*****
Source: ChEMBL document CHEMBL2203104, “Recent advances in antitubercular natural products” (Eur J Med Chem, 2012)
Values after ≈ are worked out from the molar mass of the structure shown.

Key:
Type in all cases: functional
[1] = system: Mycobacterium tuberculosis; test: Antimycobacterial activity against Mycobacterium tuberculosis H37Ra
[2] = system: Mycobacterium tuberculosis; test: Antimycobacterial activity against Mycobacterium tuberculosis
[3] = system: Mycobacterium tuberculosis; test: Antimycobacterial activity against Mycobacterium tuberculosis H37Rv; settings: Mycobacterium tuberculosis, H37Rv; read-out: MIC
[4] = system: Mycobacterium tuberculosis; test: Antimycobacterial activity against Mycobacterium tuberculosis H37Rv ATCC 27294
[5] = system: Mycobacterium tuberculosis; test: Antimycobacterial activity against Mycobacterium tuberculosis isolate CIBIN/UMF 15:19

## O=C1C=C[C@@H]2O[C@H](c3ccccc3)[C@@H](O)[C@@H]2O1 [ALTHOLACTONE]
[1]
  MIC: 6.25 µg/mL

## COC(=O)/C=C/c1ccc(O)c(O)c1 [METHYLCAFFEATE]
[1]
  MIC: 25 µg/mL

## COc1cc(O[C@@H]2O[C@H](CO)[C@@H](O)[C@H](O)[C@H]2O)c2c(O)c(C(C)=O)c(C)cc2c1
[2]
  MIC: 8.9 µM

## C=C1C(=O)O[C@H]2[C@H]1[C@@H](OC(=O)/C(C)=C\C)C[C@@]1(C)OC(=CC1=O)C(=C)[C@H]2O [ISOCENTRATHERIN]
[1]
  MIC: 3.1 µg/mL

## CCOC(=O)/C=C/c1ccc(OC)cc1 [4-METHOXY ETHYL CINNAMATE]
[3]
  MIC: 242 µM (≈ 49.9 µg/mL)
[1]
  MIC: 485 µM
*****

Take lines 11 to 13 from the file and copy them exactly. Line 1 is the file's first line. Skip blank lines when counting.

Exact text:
[1]
  MIC: 6.25 µg/mL

## COC(=O)/C=C/c1ccc(O)c(O)c1 [METHYLCAFFEATE]